To attach the galvanized pipe to the struts, you will be using U-brackets. Another option, as I mentioned, is using rubber rollers instead of piping.

Rubber rollers may be less likely to damage the hull of your kayak compared to PVC piping. Rubber rollers aren’t that long, usually, which presents a bit of a problem.

Long, vertical pieces of lumber in between the struts (one on each side) that go along the length of the frame would be necessary, with a small empty space in between them for the rubber rollers.

That would provide a place for the kayak to roll down. However, our work is not yet done, as we need to ensure the ramp stays in place on the shore.

We can secure the eye bolts to the top of the ramp and then use a rope to tie them to a structure on shore so that the ramp does not slide into the water.

If that does not provide enough stability for your comfort, you can always add more eye bolts along the structure.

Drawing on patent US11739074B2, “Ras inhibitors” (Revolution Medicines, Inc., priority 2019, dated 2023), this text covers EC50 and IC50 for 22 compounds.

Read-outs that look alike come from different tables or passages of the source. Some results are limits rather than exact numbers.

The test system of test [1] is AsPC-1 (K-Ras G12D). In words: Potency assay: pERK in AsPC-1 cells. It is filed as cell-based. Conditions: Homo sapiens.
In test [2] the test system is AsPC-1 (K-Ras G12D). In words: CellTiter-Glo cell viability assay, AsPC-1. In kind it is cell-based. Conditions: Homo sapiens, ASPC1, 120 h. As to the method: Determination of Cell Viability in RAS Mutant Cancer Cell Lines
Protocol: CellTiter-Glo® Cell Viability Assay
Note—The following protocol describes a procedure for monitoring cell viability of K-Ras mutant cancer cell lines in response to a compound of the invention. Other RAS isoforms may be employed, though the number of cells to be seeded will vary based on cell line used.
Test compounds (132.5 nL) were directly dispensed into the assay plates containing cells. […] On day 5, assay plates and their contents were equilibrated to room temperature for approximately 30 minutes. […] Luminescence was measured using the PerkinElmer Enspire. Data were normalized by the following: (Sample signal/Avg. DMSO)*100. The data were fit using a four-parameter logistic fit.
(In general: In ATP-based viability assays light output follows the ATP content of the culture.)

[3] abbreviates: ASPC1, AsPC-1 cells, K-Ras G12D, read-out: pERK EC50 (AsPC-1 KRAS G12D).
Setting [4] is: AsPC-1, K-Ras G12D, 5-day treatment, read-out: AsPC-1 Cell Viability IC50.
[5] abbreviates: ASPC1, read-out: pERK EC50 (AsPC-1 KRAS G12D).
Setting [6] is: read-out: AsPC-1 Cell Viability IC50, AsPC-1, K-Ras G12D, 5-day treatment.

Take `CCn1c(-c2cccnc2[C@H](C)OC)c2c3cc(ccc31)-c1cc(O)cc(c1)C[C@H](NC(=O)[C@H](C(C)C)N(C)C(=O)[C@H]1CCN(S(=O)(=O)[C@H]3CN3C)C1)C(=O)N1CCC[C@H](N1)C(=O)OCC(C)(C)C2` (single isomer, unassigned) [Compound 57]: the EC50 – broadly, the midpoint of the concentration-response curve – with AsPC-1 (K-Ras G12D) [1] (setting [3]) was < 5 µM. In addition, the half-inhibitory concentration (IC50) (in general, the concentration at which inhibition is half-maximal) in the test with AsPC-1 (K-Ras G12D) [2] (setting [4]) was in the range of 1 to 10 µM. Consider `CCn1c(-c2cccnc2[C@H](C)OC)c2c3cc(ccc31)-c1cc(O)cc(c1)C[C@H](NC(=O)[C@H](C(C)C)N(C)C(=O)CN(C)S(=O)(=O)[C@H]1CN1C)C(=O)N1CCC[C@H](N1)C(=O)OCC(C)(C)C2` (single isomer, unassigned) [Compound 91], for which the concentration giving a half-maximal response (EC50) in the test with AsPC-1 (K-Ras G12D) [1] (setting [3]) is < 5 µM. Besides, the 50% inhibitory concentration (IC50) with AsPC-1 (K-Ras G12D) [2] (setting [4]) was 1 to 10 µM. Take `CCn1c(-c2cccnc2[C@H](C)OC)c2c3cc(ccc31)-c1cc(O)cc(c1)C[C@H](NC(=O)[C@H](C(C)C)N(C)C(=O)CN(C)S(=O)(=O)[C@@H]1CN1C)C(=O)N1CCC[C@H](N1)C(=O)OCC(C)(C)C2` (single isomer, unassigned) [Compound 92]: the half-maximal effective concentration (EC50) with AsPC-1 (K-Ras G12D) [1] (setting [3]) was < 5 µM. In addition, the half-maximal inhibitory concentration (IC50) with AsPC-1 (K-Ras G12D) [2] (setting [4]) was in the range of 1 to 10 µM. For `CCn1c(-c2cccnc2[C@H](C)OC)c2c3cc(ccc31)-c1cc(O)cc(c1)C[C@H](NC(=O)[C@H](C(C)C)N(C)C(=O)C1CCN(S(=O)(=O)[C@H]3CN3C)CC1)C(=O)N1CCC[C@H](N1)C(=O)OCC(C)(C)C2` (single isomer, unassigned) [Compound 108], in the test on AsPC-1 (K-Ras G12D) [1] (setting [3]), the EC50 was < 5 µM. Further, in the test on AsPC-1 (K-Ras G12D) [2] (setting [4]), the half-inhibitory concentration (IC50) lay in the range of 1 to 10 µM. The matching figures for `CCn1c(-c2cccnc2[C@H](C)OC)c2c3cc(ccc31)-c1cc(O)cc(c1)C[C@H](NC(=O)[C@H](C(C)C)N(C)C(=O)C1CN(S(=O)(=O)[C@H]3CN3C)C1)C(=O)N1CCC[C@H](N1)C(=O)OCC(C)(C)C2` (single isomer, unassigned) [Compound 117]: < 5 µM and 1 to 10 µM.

Homemade Kayak Launch #2

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If that seems like too much work for you, I have another option that requires much less wood (but more piping).

You will need two long pieces of wood for lateral support at the top and bottom, but that’s it. You will also need long pieces of PVC or conduit piping.

Image Source : Shutterstock

I recommend four of them, but if you want to build a dual ramp that can launch two kayaks at the same time, you can definitely do that as well with double the amount of pipes.